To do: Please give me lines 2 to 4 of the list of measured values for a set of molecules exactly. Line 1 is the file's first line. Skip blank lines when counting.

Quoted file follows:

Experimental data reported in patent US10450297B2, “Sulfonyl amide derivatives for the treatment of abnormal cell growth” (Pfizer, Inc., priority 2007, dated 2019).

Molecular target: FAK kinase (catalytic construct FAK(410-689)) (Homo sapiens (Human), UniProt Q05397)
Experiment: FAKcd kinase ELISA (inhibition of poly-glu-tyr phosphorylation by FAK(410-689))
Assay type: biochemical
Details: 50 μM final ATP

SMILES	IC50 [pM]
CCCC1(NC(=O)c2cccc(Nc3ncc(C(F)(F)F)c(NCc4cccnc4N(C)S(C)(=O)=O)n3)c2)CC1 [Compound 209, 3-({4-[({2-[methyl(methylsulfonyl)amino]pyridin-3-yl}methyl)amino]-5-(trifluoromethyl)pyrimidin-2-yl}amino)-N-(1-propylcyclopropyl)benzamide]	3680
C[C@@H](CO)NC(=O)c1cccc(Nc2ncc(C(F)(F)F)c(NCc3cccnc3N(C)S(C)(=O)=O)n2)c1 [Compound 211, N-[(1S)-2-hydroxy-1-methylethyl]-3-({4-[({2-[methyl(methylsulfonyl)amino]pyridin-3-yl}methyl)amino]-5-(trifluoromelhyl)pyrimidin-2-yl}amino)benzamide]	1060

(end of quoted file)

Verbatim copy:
Molecular target: FAK kinase (catalytic construct FAK(410-689)) (Homo sapiens (Human), UniProt Q05397)
Experiment: FAKcd kinase ELISA (inhibition of poly-glu-tyr phosphorylation by FAK(410-689))
Assay type: biochemical